Trending treasurer trades & talking points

ECB support is positive for high-yield issuers as IG investors broaden their horizons

The ECB’s acceleration of QE over the coming quarter is helpful, but not a game changer, for IG credit, whose spreads are already at or near to record tights. But greater impact is likely to be felt in crossover and high yield markets (particularly BB-rated paper). Although the ECB does not buy bonds directly unless they have at least one IG rating, the impact cascades as IG investors broaden their demand in order to pick up yield in lower-rated names. This helped drive the outperformance we saw in the BB market on the back of the ECB meeting last week.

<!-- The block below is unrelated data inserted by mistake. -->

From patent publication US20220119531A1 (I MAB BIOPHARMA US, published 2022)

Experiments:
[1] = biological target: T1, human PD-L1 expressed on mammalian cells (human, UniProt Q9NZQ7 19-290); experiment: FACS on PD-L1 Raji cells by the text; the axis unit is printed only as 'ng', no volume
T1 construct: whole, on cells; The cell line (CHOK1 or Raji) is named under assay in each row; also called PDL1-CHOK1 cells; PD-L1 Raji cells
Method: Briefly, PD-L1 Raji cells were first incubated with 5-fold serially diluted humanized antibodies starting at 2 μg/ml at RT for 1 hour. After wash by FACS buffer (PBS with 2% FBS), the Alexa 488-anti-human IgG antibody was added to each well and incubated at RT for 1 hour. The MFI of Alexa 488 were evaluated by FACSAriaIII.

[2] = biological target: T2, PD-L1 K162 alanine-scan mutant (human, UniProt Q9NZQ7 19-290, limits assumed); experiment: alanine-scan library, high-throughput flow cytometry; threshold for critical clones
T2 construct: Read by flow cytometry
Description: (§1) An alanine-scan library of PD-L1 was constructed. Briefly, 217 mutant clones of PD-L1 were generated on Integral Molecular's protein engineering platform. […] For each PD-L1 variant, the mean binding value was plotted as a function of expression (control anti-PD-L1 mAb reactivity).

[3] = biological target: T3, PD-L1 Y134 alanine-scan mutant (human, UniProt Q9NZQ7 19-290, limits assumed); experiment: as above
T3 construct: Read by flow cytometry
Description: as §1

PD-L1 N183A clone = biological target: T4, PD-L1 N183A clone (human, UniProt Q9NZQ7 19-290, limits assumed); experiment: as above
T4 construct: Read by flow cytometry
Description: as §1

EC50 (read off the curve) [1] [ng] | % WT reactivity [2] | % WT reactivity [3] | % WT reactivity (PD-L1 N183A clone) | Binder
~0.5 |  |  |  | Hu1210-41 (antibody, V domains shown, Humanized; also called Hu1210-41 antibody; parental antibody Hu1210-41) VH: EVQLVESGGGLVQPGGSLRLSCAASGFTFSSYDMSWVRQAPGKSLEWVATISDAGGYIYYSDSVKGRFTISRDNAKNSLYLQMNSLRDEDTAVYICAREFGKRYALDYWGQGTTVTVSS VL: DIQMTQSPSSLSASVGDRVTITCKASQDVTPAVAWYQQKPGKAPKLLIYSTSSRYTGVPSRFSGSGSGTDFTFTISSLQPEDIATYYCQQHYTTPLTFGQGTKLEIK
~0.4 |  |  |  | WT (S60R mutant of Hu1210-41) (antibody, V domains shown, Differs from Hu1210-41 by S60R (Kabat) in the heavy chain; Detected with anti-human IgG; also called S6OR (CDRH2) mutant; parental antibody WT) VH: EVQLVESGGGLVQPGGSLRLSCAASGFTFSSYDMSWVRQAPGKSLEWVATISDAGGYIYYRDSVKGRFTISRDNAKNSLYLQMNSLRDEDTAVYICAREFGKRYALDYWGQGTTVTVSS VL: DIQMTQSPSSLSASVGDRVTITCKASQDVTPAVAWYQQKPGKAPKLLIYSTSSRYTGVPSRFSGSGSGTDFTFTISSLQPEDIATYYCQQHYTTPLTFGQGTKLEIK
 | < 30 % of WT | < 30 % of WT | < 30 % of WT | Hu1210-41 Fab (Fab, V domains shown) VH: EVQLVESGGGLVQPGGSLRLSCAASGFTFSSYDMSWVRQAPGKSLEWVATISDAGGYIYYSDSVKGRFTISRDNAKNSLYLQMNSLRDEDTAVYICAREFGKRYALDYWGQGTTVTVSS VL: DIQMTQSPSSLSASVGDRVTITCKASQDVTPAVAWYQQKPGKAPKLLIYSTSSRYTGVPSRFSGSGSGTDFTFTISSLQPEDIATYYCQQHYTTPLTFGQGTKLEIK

Sustainability-linked bonds (SLBs) are gaining traction with non-IG borrowers

The European high-yield bond market saw the first sustainability-linked bond (SLB) issuance last week, a sign that the format is starting to gain traction down the credit curve. Public Power Corporation sold a €650 million SLB at 3.875%, with the total size of the bond upsized due to strong demand. Investors were particularly attracted by potentially higher coupon payments: the notes included a 50 basis point step-up, paid to investors in the event the company doesn’t achieve its sustainability KPIs, in contrast to the IG market where a 25 basis point step-up is more common.

ESG disclosure obligations are ramping up